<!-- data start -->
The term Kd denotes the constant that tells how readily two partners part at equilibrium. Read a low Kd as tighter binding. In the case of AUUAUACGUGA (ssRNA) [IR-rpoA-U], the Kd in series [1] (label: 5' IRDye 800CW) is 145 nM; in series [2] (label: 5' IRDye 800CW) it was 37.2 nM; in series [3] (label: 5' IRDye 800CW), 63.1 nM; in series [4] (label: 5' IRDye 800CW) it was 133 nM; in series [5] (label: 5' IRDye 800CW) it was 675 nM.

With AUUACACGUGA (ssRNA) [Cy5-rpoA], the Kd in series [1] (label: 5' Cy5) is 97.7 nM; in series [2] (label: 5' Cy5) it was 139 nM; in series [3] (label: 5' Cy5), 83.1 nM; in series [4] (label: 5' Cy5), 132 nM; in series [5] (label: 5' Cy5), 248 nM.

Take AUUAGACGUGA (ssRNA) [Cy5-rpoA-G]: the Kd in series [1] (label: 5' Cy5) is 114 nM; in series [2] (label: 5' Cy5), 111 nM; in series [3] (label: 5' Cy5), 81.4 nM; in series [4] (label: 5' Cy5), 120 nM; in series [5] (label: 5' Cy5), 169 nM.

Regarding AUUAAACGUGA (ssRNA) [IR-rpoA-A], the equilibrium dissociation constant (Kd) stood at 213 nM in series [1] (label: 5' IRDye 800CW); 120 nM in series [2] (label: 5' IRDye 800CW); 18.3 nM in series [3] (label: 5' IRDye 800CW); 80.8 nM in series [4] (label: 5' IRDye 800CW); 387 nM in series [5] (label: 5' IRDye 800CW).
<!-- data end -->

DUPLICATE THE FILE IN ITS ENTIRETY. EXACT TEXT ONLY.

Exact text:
The term Kd denotes the constant that tells how readily two partners part at equilibrium. Read a low Kd as tighter binding. In the case of AUUAUACGUGA (ssRNA) [IR-rpoA-U], the Kd in series [1] (label: 5' IRDye 800CW) is 145 nM; in series [2] (label: 5' IRDye 800CW) it was 37.2 nM; in series [3] (label: 5' IRDye 800CW), 63.1 nM; in series [4] (label: 5' IRDye 800CW) it was 133 nM; in series [5] (label: 5' IRDye 800CW) it was 675 nM.

With AUUACACGUGA (ssRNA) [Cy5-rpoA], the Kd in series [1] (label: 5' Cy5) is 97.7 nM; in series [2] (label: 5' Cy5) it was 139 nM; in series [3] (label: 5' Cy5), 83.1 nM; in series [4] (label: 5' Cy5), 132 nM; in series [5] (label: 5' Cy5), 248 nM.

Take AUUAGACGUGA (ssRNA) [Cy5-rpoA-G]: the Kd in series [1] (label: 5' Cy5) is 114 nM; in series [2] (label: 5' Cy5), 111 nM; in series [3] (label: 5' Cy5), 81.4 nM; in series [4] (label: 5' Cy5), 120 nM; in series [5] (label: 5' Cy5), 169 nM.

Regarding AUUAAACGUGA (ssRNA) [IR-rpoA-A], the equilibrium dissociation constant (Kd) stood at 213 nM in series [1] (label: 5' IRDye 800CW); 120 nM in series [2] (label: 5' IRDye 800CW); 18.3 nM in series [3] (label: 5' IRDye 800CW); 80.8 nM in series [4] (label: 5' IRDye 800CW); 387 nM in series [5] (label: 5' IRDye 800CW).